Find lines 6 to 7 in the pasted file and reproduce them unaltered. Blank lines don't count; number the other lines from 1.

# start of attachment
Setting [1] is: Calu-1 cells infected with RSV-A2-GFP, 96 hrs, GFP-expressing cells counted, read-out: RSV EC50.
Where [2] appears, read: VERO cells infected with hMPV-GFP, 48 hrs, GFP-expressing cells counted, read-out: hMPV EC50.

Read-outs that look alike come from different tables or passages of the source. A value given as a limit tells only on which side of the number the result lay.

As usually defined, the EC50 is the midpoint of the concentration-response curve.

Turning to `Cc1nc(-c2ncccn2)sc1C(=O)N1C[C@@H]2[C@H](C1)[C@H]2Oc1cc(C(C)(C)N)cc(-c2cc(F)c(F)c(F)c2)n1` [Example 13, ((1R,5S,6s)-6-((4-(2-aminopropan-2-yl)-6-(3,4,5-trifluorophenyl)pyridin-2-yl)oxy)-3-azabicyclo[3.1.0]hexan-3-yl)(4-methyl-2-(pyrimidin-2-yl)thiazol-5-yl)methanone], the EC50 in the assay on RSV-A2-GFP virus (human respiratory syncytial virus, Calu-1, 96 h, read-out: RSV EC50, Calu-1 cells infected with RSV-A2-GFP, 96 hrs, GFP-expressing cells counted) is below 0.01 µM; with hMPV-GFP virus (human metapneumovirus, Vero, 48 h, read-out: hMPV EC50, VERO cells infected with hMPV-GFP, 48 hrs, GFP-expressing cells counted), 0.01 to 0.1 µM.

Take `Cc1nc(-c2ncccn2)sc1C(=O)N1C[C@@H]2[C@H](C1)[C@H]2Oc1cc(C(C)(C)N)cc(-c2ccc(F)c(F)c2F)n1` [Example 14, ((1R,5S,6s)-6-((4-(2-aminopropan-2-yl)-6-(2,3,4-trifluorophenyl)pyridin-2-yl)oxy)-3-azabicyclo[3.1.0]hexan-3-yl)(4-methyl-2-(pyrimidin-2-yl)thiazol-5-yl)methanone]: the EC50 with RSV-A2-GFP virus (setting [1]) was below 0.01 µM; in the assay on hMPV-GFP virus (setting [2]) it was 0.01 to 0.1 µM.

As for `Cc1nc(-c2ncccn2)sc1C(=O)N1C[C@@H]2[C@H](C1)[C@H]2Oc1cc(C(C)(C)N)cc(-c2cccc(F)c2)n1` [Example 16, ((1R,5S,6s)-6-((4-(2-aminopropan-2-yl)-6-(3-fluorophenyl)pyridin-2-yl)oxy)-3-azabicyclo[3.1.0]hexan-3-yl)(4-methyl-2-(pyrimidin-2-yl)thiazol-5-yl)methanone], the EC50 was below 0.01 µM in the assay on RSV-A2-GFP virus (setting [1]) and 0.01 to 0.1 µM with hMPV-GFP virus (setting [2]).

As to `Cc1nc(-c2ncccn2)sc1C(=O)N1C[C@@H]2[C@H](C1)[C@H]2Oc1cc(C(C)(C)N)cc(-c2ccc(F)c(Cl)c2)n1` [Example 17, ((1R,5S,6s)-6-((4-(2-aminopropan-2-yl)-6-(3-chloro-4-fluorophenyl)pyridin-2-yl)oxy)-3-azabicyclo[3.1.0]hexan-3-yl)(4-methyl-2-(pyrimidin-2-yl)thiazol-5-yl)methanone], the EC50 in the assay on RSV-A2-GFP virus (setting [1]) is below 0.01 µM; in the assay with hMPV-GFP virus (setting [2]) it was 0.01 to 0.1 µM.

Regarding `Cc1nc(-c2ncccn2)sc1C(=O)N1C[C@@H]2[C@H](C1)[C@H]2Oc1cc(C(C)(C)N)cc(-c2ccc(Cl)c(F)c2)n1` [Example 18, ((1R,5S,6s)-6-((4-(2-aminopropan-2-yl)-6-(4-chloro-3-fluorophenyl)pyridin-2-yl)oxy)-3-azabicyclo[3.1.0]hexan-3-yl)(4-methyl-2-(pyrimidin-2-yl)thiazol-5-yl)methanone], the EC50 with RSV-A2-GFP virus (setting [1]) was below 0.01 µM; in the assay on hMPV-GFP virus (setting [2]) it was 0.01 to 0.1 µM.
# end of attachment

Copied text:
Take `Cc1nc(-c2ncccn2)sc1C(=O)N1C[C@@H]2[C@H](C1)[C@H]2Oc1cc(C(C)(C)N)cc(-c2ccc(F)c(F)c2F)n1` [Example 14, ((1R,5S,6s)-6-((4-(2-aminopropan-2-yl)-6-(2,3,4-trifluorophenyl)pyridin-2-yl)oxy)-3-azabicyclo[3.1.0]hexan-3-yl)(4-methyl-2-(pyrimidin-2-yl)thiazol-5-yl)methanone]: the EC50 with RSV-A2-GFP virus (setting [1]) was below 0.01 µM; in the assay on hMPV-GFP virus (setting [2]) it was 0.01 to 0.1 µM.

As for `Cc1nc(-c2ncccn2)sc1C(=O)N1C[C@@H]2[C@H](C1)[C@H]2Oc1cc(C(C)(C)N)cc(-c2cccc(F)c2)n1` [Example 16, ((1R,5S,6s)-6-((4-(2-aminopropan-2-yl)-6-(3-fluorophenyl)pyridin-2-yl)oxy)-3-azabicyclo[3.1.0]hexan-3-yl)(4-methyl-2-(pyrimidin-2-yl)thiazol-5-yl)methanone], the EC50 was below 0.01 µM in the assay on RSV-A2-GFP virus (setting [1]) and 0.01 to 0.1 µM with hMPV-GFP virus (setting [2]).